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In addition to the microeconomics I learned in studying for my test on Thursday I also learned a number of lessons that fall under the category “reasons to remember your keys.” Somehow when leaving that morning I skipped the part of my morning routine where I put my keys and wallet in my pocket. I did however remember to check for them immediately after I shut the door!

The lessons learned are that without keys I cannot do any of the following:

1. Get back into my house to get my wallet has my spare key.
2. Drive my car to my wifeís work to get her key.
3. Lock up my bike outside the building instead of bringing into the test.
4. Lock up my bike in your building instead of wheeling it around the department trying to find a key to your office.
5. Open my office door to put my bike inside.
6. Lock up my computer.
7. Open your mail box to retrieve my paycheck.
8. Buy lunch without my wallet.
9. Get back into the house once I’ve biked home.

I could, however, read the mail while I was sitting outside waiting for Charity. Via this empirical study I can now recommend that keys and wallet are important and should be carried when leaving the house!

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November 11, 2005 at 5:15 pm

Posted in UNC

From My Parents

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Helen.jpgMany of you have asked about my parents over the last 9 months. Today they sent out an update letter complete with pictures of my Mom’s hair which has begun to grow again. It’s good to see her with more hair than I have. It has grown back after a full baseball season of surgery, chemo, and radiation which we pray has killed the cancer cells in her body.

I’ll tack my name on the bottom of my parentís letter and say thank you for your prayers and thoughts: thank you.

As Dad says the specter of the cancer returning (and being fatal) will be before us for many years (hopefully). I’m not sure how to live with this constant fear. It’s hard to hold a balance of acknowledging that the threat of death is constanat and real and yet to not be overwhelmed by it.

I’m hopeful I’ll wonít live in denial of the very real possibility of the cancerís return. Itís much more difficult and yet much better to acknowledge the specter of it than it is to ignore it. I’m anxious to have many years to try to do this. Your prayers are still coveted.


(To read Steve and Helen’s letter click below.)
Read the rest of this entry »

Written by furthermusings

November 9, 2005 at 9:24 am

Posted in General

Two Hedgehogs

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hedgehogs.jpgThis past weekend Charity and I went to my grandparents house to visit my grandfather, Pop, and his trusty dog, Monday. We ate a quick dinner out with them on Sunday evening and spent an even briefer time visiting in the house.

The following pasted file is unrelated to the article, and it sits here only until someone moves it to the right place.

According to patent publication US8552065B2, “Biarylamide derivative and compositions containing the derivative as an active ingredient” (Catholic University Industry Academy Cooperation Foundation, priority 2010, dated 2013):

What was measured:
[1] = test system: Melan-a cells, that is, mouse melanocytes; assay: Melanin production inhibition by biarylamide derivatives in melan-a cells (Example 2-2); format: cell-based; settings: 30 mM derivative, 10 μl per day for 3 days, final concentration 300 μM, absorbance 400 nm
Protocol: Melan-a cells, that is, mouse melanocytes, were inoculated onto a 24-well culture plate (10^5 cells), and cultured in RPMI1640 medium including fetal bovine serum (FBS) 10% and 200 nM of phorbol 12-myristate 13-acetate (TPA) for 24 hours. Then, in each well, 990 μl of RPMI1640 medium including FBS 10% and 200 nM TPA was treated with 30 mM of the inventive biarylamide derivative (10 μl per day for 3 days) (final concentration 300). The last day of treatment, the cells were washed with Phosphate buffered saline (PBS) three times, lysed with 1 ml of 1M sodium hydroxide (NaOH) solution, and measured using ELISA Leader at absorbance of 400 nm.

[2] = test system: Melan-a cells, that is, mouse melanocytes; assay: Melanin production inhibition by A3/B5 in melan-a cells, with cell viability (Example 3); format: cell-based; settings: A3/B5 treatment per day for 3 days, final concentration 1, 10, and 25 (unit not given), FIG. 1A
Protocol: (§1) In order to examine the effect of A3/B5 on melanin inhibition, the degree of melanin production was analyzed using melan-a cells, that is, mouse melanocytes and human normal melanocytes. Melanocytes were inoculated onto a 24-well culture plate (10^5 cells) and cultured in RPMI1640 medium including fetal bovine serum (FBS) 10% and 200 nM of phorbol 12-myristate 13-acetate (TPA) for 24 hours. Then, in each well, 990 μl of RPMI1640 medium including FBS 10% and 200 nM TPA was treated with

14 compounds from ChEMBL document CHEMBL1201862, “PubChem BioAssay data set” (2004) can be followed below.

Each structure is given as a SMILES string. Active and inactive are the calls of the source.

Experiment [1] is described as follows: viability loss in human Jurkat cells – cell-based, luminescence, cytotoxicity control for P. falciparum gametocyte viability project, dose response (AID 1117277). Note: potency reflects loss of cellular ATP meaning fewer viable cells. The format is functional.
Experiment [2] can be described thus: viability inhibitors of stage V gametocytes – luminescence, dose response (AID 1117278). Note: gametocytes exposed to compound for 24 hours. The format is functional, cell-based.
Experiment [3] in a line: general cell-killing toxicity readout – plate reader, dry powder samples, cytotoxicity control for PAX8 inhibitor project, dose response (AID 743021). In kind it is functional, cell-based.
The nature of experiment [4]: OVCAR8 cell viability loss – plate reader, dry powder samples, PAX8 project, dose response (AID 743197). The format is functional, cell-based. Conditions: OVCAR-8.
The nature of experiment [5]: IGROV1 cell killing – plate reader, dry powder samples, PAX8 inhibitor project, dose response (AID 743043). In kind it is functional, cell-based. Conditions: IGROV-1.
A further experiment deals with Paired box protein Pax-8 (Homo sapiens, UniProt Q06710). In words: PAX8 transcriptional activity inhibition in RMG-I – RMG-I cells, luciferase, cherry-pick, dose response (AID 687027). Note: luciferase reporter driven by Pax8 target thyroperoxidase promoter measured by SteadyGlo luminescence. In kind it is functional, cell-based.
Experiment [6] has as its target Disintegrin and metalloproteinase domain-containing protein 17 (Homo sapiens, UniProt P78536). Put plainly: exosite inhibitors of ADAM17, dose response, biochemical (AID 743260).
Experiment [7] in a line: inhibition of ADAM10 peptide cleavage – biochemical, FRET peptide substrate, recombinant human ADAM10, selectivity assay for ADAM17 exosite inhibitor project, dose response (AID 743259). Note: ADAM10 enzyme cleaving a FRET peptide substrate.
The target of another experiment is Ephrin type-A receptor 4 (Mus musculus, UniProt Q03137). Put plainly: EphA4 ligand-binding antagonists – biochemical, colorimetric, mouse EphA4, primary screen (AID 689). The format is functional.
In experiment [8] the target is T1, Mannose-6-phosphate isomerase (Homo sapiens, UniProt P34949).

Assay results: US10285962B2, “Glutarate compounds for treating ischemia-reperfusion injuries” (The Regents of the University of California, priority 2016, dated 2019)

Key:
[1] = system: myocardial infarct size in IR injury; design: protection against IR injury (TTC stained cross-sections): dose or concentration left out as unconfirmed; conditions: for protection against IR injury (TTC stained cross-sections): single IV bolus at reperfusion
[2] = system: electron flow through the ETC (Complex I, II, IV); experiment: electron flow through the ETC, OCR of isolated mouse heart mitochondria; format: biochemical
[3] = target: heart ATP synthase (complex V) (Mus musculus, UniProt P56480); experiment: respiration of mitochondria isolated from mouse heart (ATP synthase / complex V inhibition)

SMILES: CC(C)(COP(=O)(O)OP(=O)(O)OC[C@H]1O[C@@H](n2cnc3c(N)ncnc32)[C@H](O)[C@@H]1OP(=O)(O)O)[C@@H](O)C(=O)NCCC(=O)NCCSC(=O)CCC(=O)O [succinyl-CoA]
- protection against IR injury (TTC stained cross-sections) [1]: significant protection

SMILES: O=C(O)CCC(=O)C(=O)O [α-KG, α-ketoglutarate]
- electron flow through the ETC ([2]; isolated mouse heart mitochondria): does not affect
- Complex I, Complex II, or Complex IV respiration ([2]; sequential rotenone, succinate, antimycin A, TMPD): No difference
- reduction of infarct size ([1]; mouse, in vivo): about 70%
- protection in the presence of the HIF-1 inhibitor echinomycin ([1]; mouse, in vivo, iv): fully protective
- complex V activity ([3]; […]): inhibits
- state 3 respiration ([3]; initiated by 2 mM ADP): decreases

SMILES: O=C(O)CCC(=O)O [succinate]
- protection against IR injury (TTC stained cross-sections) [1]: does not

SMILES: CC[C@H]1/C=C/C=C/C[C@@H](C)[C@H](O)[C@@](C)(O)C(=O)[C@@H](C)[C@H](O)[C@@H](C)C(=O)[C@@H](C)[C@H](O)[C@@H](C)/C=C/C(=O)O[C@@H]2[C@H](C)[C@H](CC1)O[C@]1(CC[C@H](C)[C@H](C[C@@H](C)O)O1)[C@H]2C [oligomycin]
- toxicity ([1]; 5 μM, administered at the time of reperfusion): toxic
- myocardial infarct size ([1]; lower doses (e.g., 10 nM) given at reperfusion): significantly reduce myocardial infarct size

Over dinner the subject of the crystal figures kept by my grandmother, who died about a year and a half ago, came up. She collected small prisms and crystals and ensconced them in a sunlit window over the kitchen sink where they nestled among African violets and cast rainbows across the kitchen, sparkling in the sunshine.

I asked what had become of them and Pop said he had moved them to a shelf in Gran’s bedroom. When we returned to the house I found them and showed them Charity. Pop asked if I would like to keep them, I said yes and now they reside on my dresser where their sparkle in the morning sun has caught my eye throughout this week.

During my afternoon breaks as Iíve gotten up to stretch from my grading and reading I’ve wandered into the bedroom. Iíve picked them up and turned them over in my hands, gauged their weight and pondered their missing points. I’ve taken pictures and fussed over whether or not I could accidentally dislodge them from their perch.

Since my grandmother died my grandfather has given away most of her belongings. As Iíve thought about this process Iíve decided that I wanted three things: these hedgehogs, this book, and a set of Time-Life World War Two books that I always seemed to be reading on our visits to Atlanta growing up. They seem random, but these were things that always caught my eye in the quiet moments that characterized the peace of our weekends with them.

I know other people have similiar things from their grandparents or parents or friends. I wonder what it is that they see when they the things that were owned by them. These two hedgehogs are beautiful and I can’t help but remember Gran when they catch my eye. I wonder about who she was, about what I missed from not knowing her well as an adult. And Iím wondering what to think about these two hedgehogs being my strongest connection to a relationship that stretched from my birth to last summer.

Written by furthermusings

November 3, 2005 at 9:58 pm

Posted in Reflections